Patient Dermatology Education

Central Centrifugal Cicatricial Alopecia (CCCA)

Central Centrifugal Cicatricial Alopecia (CCCA)

Candrice R. Heath, MD, Caroline N. Robinson, BS and Roopal V. Kundu, MD

CCCACentral centrifugal cicatricial alopecia (CCCA) is a very common cause of alopecia or hair loss in black women. Hair loss from CCCA occurs primarily in the central (crown) part of the scalp. The hair loss radiates outward in a centrifugal or circular pattern and is usually gradual although some people experience a rapid progression of the hair loss. CCCA causes destruction of the hair follicles and scarring leading to permanent hair loss. CCCA is the most common type of cicatricial (scarring) alopecia.1

What is the cause of CCCA?

The exact cause of CCCA is unknown. Though previously thought to be solely related to the use of hot combs, excessive heat and hot oils on the scalp, chemical relaxers, and excessive tension from braids, tight hair rollers, weaves or extensions, the current thought also points to heredity (family history) playing a role.1-2 When scalp samples (biopsies) from people affected by CCCA are examined under a microscope, inflammation and scarring is typically present around the hair follicles.1-2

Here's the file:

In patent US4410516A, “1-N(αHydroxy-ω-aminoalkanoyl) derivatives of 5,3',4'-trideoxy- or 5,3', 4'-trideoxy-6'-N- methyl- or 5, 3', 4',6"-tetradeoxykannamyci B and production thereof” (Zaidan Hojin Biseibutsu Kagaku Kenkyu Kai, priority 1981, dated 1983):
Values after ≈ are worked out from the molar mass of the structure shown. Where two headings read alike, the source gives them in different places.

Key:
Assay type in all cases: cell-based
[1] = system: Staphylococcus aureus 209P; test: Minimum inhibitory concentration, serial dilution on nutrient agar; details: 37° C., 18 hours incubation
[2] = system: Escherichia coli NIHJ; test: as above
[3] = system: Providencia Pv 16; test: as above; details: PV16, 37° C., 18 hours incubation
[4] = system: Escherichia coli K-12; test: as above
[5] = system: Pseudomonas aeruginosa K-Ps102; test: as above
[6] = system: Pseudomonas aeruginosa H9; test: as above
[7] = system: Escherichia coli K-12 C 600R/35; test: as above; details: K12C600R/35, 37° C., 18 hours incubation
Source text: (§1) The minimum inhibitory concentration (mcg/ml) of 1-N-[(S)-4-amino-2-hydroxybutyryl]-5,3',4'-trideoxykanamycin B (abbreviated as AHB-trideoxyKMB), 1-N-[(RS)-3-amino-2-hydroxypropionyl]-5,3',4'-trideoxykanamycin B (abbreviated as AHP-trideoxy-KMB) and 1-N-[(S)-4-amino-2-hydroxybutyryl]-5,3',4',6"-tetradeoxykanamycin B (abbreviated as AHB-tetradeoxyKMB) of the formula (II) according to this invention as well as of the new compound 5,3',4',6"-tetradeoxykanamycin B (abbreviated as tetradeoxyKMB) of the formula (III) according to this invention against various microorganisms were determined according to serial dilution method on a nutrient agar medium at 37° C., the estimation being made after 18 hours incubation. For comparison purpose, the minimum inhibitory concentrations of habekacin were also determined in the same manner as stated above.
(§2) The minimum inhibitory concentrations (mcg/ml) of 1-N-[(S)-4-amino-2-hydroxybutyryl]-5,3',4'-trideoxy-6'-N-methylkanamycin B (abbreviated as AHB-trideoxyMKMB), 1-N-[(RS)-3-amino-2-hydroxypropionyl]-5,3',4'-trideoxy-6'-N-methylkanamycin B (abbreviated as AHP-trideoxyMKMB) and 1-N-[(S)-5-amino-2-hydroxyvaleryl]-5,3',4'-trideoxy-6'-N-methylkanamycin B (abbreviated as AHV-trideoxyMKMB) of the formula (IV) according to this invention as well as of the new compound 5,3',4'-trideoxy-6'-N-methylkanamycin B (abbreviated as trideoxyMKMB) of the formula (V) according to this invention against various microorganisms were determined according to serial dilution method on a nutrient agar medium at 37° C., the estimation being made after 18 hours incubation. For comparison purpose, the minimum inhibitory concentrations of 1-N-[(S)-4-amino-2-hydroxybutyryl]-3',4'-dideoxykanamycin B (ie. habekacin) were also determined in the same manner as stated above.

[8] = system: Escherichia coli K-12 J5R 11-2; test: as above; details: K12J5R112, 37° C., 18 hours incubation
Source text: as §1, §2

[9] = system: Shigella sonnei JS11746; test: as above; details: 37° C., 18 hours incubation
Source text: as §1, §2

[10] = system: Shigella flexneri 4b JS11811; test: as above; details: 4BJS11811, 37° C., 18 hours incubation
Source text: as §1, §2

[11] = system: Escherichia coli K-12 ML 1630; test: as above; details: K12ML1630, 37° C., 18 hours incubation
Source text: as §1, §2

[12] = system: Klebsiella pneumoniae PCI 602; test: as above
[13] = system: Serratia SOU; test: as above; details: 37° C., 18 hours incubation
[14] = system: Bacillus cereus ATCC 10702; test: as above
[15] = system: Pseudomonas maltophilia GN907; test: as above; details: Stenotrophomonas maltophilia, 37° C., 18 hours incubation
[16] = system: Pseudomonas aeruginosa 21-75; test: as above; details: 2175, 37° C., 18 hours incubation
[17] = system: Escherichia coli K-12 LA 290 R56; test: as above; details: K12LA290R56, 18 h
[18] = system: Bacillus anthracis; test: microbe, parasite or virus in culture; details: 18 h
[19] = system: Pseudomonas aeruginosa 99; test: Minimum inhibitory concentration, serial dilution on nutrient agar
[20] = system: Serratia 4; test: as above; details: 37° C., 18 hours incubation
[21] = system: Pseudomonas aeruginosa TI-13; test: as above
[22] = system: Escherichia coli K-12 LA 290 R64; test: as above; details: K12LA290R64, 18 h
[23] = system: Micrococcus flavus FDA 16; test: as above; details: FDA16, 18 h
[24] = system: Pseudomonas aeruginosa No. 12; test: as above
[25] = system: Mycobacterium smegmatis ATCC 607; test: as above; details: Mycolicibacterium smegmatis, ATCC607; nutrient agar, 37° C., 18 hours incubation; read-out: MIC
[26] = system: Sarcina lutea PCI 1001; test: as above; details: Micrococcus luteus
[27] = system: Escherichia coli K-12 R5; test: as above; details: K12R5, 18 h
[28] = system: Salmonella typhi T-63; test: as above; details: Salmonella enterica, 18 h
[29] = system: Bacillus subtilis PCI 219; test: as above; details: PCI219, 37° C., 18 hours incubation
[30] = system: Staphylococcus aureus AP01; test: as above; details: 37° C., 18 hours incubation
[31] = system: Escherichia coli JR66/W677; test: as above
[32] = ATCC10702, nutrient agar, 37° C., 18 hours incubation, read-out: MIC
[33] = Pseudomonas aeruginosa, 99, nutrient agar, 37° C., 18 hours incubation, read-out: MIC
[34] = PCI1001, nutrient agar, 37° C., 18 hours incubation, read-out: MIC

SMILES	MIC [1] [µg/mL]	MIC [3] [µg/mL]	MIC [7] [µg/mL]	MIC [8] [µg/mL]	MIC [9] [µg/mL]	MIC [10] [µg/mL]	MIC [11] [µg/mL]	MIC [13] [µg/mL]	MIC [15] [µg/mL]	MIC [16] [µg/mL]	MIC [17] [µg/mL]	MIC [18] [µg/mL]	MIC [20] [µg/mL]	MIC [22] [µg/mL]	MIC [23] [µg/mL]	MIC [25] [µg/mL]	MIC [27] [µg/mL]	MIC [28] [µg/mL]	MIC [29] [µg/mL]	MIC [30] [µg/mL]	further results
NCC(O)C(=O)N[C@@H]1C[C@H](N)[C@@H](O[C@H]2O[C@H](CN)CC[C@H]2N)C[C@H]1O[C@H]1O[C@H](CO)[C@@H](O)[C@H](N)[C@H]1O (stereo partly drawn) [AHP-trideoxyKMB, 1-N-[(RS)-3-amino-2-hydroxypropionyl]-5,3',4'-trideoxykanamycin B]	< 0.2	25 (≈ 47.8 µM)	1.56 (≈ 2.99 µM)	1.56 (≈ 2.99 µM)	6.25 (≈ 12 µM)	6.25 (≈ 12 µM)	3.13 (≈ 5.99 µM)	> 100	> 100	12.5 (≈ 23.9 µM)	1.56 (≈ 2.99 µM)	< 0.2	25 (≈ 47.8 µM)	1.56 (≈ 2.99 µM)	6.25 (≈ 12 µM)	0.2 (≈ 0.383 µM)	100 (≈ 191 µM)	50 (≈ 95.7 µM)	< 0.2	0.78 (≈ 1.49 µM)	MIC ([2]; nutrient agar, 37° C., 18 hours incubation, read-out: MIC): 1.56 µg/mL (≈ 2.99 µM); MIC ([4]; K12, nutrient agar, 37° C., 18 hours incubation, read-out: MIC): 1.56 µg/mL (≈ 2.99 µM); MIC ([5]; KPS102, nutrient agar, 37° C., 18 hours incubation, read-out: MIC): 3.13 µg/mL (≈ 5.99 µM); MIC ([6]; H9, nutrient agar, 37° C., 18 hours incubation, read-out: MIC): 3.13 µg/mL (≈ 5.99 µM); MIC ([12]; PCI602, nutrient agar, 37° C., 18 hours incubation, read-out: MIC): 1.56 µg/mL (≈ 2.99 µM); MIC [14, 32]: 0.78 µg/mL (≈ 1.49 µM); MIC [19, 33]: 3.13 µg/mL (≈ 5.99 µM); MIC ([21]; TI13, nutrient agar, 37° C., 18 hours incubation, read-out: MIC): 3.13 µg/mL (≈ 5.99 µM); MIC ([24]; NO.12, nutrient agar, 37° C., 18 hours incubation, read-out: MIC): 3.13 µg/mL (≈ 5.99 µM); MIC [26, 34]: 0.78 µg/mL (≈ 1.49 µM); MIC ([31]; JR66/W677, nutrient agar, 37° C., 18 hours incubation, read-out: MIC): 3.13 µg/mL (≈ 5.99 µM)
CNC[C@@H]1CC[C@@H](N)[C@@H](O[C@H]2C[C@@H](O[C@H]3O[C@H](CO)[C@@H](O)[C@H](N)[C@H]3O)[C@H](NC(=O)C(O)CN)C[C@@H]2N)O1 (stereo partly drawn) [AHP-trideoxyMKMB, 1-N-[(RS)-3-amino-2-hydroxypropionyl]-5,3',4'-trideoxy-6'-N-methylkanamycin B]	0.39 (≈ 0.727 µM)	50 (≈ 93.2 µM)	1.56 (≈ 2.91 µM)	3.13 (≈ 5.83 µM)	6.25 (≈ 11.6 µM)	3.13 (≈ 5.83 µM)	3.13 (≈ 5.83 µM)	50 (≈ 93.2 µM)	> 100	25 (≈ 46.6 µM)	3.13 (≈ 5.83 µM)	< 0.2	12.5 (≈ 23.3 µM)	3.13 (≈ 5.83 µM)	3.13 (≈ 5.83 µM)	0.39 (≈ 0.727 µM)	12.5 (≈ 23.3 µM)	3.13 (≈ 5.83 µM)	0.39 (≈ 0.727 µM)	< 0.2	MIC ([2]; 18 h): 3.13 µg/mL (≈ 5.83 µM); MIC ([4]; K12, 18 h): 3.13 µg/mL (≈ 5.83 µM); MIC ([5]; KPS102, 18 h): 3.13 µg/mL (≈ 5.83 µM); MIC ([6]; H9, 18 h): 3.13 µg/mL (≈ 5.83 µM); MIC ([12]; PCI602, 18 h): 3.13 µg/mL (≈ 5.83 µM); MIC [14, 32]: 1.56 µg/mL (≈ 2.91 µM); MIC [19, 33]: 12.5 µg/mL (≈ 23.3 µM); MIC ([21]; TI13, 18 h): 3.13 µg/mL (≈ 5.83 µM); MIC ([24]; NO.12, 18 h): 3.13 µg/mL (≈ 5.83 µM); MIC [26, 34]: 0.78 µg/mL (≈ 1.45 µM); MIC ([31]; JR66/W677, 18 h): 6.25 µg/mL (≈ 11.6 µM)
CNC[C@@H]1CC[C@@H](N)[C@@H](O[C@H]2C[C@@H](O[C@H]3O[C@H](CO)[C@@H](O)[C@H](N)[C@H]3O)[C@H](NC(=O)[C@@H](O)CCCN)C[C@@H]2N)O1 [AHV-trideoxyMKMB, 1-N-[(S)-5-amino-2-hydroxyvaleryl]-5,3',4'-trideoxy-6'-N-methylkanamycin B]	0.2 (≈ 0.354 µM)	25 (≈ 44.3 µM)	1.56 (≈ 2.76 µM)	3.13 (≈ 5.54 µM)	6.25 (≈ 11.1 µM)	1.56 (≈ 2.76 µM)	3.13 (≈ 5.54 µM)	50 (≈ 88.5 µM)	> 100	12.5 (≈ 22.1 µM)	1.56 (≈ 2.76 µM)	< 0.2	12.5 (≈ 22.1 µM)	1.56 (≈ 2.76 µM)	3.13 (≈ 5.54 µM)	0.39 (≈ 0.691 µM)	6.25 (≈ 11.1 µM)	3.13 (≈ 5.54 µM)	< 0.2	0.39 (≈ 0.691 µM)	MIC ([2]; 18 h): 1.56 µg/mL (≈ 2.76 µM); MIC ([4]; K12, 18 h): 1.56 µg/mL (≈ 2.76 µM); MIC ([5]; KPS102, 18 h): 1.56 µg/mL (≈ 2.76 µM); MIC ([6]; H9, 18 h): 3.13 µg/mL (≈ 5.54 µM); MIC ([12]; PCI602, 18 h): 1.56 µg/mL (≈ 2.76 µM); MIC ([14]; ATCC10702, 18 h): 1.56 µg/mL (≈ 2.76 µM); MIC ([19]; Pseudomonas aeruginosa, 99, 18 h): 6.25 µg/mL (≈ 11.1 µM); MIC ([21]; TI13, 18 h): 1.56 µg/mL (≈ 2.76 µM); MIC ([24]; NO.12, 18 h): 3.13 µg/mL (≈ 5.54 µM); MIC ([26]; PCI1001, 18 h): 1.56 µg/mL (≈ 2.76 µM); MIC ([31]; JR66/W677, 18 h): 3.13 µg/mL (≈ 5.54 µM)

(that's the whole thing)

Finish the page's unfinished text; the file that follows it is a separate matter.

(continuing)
How do I know if I have CCCA?

Symptoms of CCCA can vary and may include itching, burning, tingling, pain or no symptoms at all. Dermatologists typically suspect this condition by examining your scalp, but many will take a small sample from the scalp (a biopsy) and send it to the lab for evaluation and confirmation of the diagnosis.

What treatments are available for CCCA?

It is best to treat CCCA early before permanent hair loss develops. As the disease progresses, hair follicles may scar beyond the point of repair. The mainstay of treatment is anti-inflammatory medications. Topical, oral, or injected corticosteroids, oral antibiotics, and other anti-inflammatory agents may help reduce inflammation and prevent hair loss in African American women. 1-2 Minoxidil may also be used to help stimulate hair growth from follicles that are not scarred. Gentle hair grooming practices such as natural (chemical and heat-free) hair styles, reduced frequency of relaxers, and limited styling products, are also recommended in order to prevent inflammation and concomitant hair breakage.2 Hair transplantation may be considered in patients with permanent hair loss in whom scalp inflammation is absent or well controlled.2 Studies are needed to help better define this disorder and effective treatments.

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Additional Resources
Cicatricial Alopecia Research Foundation,

1. Quinn, CR. Alopecia. In: Kelly AP, Taylor SC, editors. Dermatology for Skin of
Color. New York: McGraw Hill Medical; 2009. p.227‐239.
2. Callendar VD and Young CM. Alopecias and hair restoration in women. In:
Aesthetics and Cosmetic Surgery for Darker Skin Types. Philadelphia:
Lippincott Williams and Wilkins;  2008. P. 287‐295.

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